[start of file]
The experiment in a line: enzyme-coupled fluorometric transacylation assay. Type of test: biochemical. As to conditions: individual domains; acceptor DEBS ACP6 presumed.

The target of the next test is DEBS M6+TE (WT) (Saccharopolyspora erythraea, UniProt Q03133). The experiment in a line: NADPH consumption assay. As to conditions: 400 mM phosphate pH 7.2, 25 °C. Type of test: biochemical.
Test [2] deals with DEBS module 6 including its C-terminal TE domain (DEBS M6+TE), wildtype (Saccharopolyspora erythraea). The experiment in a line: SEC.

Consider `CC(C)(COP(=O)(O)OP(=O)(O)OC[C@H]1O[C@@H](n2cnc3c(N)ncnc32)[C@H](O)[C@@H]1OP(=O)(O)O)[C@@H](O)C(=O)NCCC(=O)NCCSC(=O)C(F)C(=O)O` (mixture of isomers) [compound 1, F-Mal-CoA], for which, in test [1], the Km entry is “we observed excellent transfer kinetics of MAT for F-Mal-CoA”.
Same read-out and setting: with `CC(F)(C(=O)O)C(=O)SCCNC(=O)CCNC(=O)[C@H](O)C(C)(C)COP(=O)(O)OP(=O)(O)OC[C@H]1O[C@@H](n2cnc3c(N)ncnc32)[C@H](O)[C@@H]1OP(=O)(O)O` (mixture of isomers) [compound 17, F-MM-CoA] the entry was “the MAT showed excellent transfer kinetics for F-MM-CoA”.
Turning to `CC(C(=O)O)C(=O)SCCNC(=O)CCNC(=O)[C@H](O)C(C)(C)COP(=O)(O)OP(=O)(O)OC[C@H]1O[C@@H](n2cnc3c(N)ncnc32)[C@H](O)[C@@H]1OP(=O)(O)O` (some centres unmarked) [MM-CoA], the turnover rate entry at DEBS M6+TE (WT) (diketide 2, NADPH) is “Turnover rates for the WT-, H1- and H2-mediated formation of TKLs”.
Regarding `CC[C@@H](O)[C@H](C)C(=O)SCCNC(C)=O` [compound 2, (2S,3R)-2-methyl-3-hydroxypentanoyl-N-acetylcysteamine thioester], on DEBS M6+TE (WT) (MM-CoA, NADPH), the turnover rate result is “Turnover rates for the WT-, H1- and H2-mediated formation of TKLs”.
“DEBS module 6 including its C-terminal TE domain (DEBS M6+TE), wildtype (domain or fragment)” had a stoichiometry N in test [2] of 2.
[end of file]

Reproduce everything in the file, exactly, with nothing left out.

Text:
The experiment in a line: enzyme-coupled fluorometric transacylation assay. Type of test: biochemical. As to conditions: individual domains; acceptor DEBS ACP6 presumed.

The target of the next test is DEBS M6+TE (WT) (Saccharopolyspora erythraea, UniProt Q03133). The experiment in a line: NADPH consumption assay. As to conditions: 400 mM phosphate pH 7.2, 25 °C. Type of test: biochemical.
Test [2] deals with DEBS module 6 including its C-terminal TE domain (DEBS M6+TE), wildtype (Saccharopolyspora erythraea). The experiment in a line: SEC.

Consider `CC(C)(COP(=O)(O)OP(=O)(O)OC[C@H]1O[C@@H](n2cnc3c(N)ncnc32)[C@H](O)[C@@H]1OP(=O)(O)O)[C@@H](O)C(=O)NCCC(=O)NCCSC(=O)C(F)C(=O)O` (mixture of isomers) [compound 1, F-Mal-CoA], for which, in test [1], the Km entry is “we observed excellent transfer kinetics of MAT for F-Mal-CoA”.
Same read-out and setting: with `CC(F)(C(=O)O)C(=O)SCCNC(=O)CCNC(=O)[C@H](O)C(C)(C)COP(=O)(O)OP(=O)(O)OC[C@H]1O[C@@H](n2cnc3c(N)ncnc32)[C@H](O)[C@@H]1OP(=O)(O)O` (mixture of isomers) [compound 17, F-MM-CoA] the entry was “the MAT showed excellent transfer kinetics for F-MM-CoA”.
Turning to `CC(C(=O)O)C(=O)SCCNC(=O)CCNC(=O)[C@H](O)C(C)(C)COP(=O)(O)OP(=O)(O)OC[C@H]1O[C@@H](n2cnc3c(N)ncnc32)[C@H](O)[C@@H]1OP(=O)(O)O` (some centres unmarked) [MM-CoA], the turnover rate entry at DEBS M6+TE (WT) (diketide 2, NADPH) is “Turnover rates for the WT-, H1- and H2-mediated formation of TKLs”.
Regarding `CC[C@@H](O)[C@H](C)C(=O)SCCNC(C)=O` [compound 2, (2S,3R)-2-methyl-3-hydroxypentanoyl-N-acetylcysteamine thioester], on DEBS M6+TE (WT) (MM-CoA, NADPH), the turnover rate result is “Turnover rates for the WT-, H1- and H2-mediated formation of TKLs”.
“DEBS module 6 including its C-terminal TE domain (DEBS M6+TE), wildtype (domain or fragment)” had a stoichiometry N in test [2] of 2.